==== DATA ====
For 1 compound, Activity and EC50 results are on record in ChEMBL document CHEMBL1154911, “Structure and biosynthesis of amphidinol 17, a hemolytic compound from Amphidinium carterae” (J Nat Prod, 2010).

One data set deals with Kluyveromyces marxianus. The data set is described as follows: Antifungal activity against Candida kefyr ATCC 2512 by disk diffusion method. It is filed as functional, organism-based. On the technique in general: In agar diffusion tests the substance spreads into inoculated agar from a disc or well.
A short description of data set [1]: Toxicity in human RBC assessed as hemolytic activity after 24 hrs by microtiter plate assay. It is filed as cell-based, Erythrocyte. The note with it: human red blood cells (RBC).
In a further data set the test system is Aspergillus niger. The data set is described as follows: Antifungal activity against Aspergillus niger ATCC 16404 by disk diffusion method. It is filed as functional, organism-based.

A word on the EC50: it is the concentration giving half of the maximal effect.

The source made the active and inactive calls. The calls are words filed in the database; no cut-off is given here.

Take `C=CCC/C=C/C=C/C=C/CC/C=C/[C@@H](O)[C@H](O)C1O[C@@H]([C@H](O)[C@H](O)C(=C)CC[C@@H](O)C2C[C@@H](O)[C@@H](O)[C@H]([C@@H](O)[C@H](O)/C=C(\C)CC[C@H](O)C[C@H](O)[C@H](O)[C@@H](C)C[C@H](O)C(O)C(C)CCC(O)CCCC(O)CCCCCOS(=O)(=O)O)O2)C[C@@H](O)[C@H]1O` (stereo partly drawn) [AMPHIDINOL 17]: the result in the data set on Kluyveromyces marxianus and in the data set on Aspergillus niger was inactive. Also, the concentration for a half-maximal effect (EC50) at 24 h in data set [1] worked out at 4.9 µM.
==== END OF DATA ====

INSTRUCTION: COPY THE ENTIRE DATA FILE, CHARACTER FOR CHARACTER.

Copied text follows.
For 1 compound, Activity and EC50 results are on record in ChEMBL document CHEMBL1154911, “Structure and biosynthesis of amphidinol 17, a hemolytic compound from Amphidinium carterae” (J Nat Prod, 2010).

One data set deals with Kluyveromyces marxianus. The data set is described as follows: Antifungal activity against Candida kefyr ATCC 2512 by disk diffusion method. It is filed as functional, organism-based. On the technique in general: In agar diffusion tests the substance spreads into inoculated agar from a disc or well.
A short description of data set [1]: Toxicity in human RBC assessed as hemolytic activity after 24 hrs by microtiter plate assay. It is filed as cell-based, Erythrocyte. The note with it: human red blood cells (RBC).
In a further data set the test system is Aspergillus niger. The data set is described as follows: Antifungal activity against Aspergillus niger ATCC 16404 by disk diffusion method. It is filed as functional, organism-based.

A word on the EC50: it is the concentration giving half of the maximal effect.

The source made the active and inactive calls. The calls are words filed in the database; no cut-off is given here.

Take `C=CCC/C=C/C=C/C=C/CC/C=C/[C@@H](O)[C@H](O)C1O[C@@H]([C@H](O)[C@H](O)C(=C)CC[C@@H](O)C2C[C@@H](O)[C@@H](O)[C@H]([C@@H](O)[C@H](O)/C=C(\C)CC[C@H](O)C[C@H](O)[C@H](O)[C@@H](C)C[C@H](O)C(O)C(C)CCC(O)CCCC(O)CCCCCOS(=O)(=O)O)O2)C[C@@H](O)[C@H]1O` (stereo partly drawn) [AMPHIDINOL 17]: the result in the data set on Kluyveromyces marxianus and in the data set on Aspergillus niger was inactive. Also, the concentration for a half-maximal effect (EC50) at 24 h in data set [1] worked out at 4.9 µM.